Divorcing clients, lonely and stressed, may long to meet someone new, feel desirable again, and just have fun, but divorce lawyers counsel against dating while the divorce is pending, even if separated, because dating has the potential to increase both the cost and the stress of the divorce experience.
The case that might otherwise have been settled easily and inexpensively can turn into a difficult, acrimonious and very expensive battle when one of the parties starts dating. Even though a separated spouse has the right to date, he or she must accept the significant consequences of that decision. Dating may cause a separated spouse to become irrational and filled with anger. Even if it is not true, the angry spouse may see dating as evidence that faithlessness caused the marital failure. It does not matter whether the anger is fair or not. Anger makes a divorce much more difficult to settle, and it drives up the cost of the case dramatically. An angry spouse may seek to alienate the children, relatives and friends.
Dating can alienate children, sometimes dramatically and irreparably. The children feel abandoned when their other parent brings home a new friend, and they sympathize and align with the other parent, who becomes a victim. Moreover, they may not accept a new person even though they might willingly embrace him or her later. Parents should take great care in introducing someone new into the lives of their children.
While a divorce is pending, and for many months thereafter, a divorce veteran goes through tremendous emotional and psychological changes. A person’s worldview may change every few weeks, which makes it a bad time to enter into a new long-term relationship. Rebound relationships – ones where a person ricochets from a failed marriage – usually go nowhere.
Moreover, there may be legal downsides to dating during a divorce.
Dating during a divorce may make a spouse less likely to settle custody and parenting time issues on a reasonable and rational basis because children may become less likely to want to be in the dating parent’s custody. Children may become so alienated that there is a complete breakdown of the parent-child relationship. Put bluntly, judges and experts who help in custody and parenting time determinations are not impressed with a person who dates during a divorce because dating shows callousness toward the children. Dating during the divorce could tip the scale in favor of the other parent in a custody battle.
The innocent new somebody can be deposed by the other side’s lawyer and subpoenaed to testify at trial. The purpose is to determine exactly when the relationship began, whether it is sexual, whether any marital property has been spent on the new friend, how much money was spent dating this person, and whether the spouse said anything that could be used against him or her at trial. Even if everything is on the level, the result is a lot of unnecessary stress, aggravation and cost.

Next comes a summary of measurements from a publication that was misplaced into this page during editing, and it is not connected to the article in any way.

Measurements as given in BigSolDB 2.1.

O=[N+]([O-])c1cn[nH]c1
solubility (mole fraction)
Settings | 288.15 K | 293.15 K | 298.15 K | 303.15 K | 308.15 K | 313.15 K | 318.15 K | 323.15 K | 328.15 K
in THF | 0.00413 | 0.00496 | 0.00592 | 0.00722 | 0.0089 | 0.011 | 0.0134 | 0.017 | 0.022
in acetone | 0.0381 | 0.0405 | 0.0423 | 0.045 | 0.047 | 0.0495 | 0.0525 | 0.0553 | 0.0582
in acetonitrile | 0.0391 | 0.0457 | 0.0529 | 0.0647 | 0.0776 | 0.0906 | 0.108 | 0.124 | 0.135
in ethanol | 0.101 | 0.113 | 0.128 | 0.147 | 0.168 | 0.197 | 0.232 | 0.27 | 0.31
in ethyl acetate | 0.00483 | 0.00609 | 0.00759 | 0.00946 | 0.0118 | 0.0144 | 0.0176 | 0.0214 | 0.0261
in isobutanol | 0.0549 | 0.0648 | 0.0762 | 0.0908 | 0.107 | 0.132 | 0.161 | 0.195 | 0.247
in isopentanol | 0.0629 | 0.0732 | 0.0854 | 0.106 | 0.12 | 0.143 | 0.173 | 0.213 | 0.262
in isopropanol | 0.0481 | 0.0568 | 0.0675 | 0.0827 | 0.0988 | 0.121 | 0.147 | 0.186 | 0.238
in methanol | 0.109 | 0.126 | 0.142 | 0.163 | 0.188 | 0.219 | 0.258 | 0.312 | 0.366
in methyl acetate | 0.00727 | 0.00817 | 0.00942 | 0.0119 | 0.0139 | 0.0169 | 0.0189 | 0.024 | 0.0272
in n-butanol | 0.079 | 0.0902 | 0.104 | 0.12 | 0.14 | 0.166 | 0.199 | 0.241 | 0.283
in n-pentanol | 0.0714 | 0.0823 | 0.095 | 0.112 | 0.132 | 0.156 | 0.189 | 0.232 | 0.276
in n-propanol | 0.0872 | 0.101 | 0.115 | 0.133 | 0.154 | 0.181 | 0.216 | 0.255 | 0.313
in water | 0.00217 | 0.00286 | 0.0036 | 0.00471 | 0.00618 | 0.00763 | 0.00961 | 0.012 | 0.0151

Cohabitation during a divorce makes a bad situation even worse.
While dating during a divorce does not normally have an effect on an award of child or spousal support, cohabitation almost certainly adversely affects court’s view. Cohabitation can cost thousands of dollars over the duration of the spousal support award. Living with a new person and sharing expenses may undermine an argument for spousal support. It could cost thousands of dollars in reduced spousal support—or even no spousal support.
Cohabitation places someone in a better financial position compared to someone living alone that pays all his or her expenses. A court might conclude that, as a result of improved financial circumstances, certain property division issues should be resolved in favor of the other spouse. The judge might conclude that a party can afford to pay more money to a spouse as a property division judgment, or they might conclude the spouse should pay less money as property division because the live-in partner improves financial circumstances.
In the area of child support awards, when a person lives with someone else and shares expenses, the court can and does use that fact as a basis to set the child support obligation higher (when the payer lives with someone) or lower (when the recipient lives with someone).
The judge tries to make a property division award fair. During the course of a divorce, the judge makes many decisions about many different topics. The slightest nuances in the case can cause the judge’s decision to fall one way or the other. A judge seldom presents the factors that affect his or her decision, but a party in his or her court should do everything possible to make sure he or she commands the judge’s respect. Dating adversely affects children and may harm a person’s position with the judge. If you live with someone during the divorce, the court can consider that as a factor in the property division.
Needless to say, an unplanned pregnancy during a divorce can greatly escalate the complexity of the case because the court must verify paternity and determine custody and support requirements.
“Is it okay to date?” This question comes up quite often for soon-to-be divorcees. And, the simple answer should always be: “Not until your divorce is final.”